Sláinte an bhradáin agat — Croí folláin agus gob fliuch
May you have the health of a salmon –a healthy heart and a wet mouth.
Irish blessing in Gaelic with translation
It’s the time of year when adult Chinook salmon enter San Francisco bay on their way to spawn in the upper reaches of the Sacramento River, Stanislaus River, and all with waterways up alongside the coast of Northern California. After feeding on krill (small crustacean) in the Pacific getting ready for their long trek, massive schools of salmon move under the Golden Gate into the open area known as California City, North of Angel Island and just South of San Quentin State Prison. Named originally for the Chinook peoples of Washington, Chinook Salmon are the largest of the Pacific Salmon species, and often referred to as King Salmon.
Chinook salmon making their way upstream
And, due to the selfless efforts of many to save them, the salmon are in abundance this year. Because of the drought of 2015, with such low water in the streams where the spawn, there were fear that juvenile salmon would not being able to make it down from their spawning grounds on the various rivers and tributaries to continue the cycle. Numerous organizations worked together to truck many of the juvenile salmon safely down to permit the cycle to continue. At the same time, as always, state and federal hatcheries worked hard to replenish salmon populations. It is no secret that hatcheries throughout the state bulked up to insure, as best anyone can, the continued presence of salmon in San Francisco Bay and in our favorite restaurants and stores.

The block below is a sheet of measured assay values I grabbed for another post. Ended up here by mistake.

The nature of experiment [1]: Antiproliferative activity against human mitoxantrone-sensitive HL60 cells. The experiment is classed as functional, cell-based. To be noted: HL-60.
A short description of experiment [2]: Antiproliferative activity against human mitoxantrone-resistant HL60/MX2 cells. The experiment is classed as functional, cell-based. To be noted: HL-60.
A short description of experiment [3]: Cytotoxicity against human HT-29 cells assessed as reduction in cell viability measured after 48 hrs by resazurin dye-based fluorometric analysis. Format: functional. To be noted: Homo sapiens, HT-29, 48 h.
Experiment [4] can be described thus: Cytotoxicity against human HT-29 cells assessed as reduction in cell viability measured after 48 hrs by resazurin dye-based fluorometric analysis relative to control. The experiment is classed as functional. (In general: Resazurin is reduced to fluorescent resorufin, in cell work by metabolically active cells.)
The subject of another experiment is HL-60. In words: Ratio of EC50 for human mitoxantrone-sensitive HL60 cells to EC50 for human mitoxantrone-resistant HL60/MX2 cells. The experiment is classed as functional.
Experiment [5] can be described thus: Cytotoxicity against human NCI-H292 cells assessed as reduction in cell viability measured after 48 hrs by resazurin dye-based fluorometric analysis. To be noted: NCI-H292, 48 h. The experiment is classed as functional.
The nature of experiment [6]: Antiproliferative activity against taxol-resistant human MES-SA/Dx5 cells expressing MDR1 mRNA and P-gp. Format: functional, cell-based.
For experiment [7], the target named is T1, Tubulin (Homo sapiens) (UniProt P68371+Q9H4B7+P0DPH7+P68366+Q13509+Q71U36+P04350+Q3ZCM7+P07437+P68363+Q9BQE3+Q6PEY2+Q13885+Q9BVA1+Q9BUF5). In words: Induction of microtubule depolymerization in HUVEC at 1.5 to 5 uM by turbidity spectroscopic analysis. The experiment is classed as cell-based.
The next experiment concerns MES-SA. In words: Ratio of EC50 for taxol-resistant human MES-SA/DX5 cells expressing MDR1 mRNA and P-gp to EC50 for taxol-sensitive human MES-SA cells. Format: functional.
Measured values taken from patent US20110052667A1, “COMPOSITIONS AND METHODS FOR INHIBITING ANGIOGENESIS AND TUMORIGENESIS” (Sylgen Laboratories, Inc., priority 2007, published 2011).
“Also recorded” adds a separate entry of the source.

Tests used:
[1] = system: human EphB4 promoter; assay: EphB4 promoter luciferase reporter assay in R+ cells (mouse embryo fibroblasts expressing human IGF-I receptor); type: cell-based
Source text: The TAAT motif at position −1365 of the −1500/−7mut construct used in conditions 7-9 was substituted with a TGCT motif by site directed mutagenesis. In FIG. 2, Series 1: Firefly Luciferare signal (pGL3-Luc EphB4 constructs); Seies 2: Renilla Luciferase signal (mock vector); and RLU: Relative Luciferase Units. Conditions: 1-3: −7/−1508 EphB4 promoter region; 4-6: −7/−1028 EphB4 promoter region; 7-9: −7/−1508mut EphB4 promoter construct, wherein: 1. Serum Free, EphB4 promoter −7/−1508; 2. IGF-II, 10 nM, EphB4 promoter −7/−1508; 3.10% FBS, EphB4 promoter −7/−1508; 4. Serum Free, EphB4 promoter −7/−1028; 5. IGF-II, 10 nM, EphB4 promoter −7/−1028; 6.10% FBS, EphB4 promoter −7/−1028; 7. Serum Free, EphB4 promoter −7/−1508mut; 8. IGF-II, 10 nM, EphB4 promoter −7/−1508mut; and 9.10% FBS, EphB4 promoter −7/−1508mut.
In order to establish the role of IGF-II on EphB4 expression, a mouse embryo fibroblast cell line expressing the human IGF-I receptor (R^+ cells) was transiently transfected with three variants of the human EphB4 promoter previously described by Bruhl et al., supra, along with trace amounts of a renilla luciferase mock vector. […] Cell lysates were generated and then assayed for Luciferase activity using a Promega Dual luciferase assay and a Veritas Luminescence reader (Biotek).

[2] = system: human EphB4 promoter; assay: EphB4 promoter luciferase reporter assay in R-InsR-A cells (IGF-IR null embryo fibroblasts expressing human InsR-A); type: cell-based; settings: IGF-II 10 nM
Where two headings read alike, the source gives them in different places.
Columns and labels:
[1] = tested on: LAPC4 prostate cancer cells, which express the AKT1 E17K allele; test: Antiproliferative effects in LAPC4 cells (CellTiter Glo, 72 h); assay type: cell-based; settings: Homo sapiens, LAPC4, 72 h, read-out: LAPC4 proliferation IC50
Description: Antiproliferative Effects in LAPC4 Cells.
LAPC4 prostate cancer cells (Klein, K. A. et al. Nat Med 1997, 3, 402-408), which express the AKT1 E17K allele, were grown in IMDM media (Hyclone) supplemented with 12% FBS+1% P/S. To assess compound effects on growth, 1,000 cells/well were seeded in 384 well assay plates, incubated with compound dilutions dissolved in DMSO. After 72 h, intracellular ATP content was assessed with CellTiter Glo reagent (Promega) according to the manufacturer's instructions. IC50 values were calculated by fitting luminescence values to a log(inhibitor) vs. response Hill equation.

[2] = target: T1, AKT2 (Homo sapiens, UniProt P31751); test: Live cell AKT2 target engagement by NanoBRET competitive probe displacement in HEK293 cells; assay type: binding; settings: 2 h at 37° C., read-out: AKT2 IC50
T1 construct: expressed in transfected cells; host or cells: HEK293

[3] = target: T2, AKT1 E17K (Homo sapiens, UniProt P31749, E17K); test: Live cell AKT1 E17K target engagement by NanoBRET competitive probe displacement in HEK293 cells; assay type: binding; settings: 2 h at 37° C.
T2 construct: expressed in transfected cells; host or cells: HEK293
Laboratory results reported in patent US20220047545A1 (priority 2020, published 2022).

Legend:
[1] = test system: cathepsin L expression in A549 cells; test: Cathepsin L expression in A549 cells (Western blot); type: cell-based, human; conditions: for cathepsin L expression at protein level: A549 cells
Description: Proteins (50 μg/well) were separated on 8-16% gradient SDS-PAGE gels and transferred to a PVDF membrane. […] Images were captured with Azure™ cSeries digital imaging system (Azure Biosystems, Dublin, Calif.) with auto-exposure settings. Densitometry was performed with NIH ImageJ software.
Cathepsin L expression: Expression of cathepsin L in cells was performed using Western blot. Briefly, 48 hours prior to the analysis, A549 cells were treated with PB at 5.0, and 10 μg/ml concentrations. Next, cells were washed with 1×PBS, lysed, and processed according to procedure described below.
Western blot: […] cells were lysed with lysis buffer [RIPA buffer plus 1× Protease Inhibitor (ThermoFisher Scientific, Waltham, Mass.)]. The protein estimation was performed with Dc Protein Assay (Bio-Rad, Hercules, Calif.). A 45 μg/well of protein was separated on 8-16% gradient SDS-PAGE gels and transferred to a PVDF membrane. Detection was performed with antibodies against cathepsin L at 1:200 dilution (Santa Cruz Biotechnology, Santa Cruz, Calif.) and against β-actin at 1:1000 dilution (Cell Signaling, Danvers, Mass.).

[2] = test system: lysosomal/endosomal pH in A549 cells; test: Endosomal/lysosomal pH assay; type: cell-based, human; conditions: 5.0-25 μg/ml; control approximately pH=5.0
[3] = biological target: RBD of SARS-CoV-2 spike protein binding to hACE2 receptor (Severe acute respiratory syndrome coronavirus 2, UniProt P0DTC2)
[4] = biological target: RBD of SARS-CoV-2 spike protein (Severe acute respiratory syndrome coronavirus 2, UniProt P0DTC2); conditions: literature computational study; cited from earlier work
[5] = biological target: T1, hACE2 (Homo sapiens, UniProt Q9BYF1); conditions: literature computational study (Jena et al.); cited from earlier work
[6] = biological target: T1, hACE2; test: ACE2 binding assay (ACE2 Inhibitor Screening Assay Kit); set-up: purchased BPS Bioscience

Chinook salmon swimming at a local hatchery
The presence of salmon is insured with the release of salmon smolts in and leading to San Francisco Bay. Smolts are young salmon or trout, at which point they become silvery and migrate to the ocean for the first time. They will stay in the ocean for seven years, on average, growing in size and strength. Then, on average, at age 7 or so, they bulk up and travel back to the stream or river where they were started to give birth to the next generation.
Starting back in 1974, SF Tyee Club’s began raising salmon from fingerlings out of the Oroville Hatchery to smolt status, when they release them into the San Francisco Bay. Tyee Club is located in an area known by fishermen as being in “California City.” It is a holding spot for inbound salmon. From there, they make their way up the rivers, tributaries and creeks to spawn the next generation.
At this time of year, the smolts have mostly made their way out to the Pacific Ocean and the salmon run or salmon season for fishing adult salmon has begun. Needless to say, it is a great time for seeing salmon swimming in the bay near Tiburon and past California City, as well as to rivers from Redding to the Delta.
This year, the efforts of so many have been blessed not only with an abundance of Chinook and Coho salmon, but also Chum or pink salmon, much more common in Oregon and Washington. It’s unusual, but not unheard of for salmon to migrate in search of new spawning grounds. And, of course when they get here they find that there is an abundance of krill, anchovies and squid for them to eat. Insuring a health eco system insures their continue presence.
Chum salmon spotted at Lagunitas Creek
Join us on board Just Dreaming Yacht for your very own private yacht charter to watch this magnificent migration and the capture of adults in the wild for a culinary treat.
For more information, click Exploring the Bay.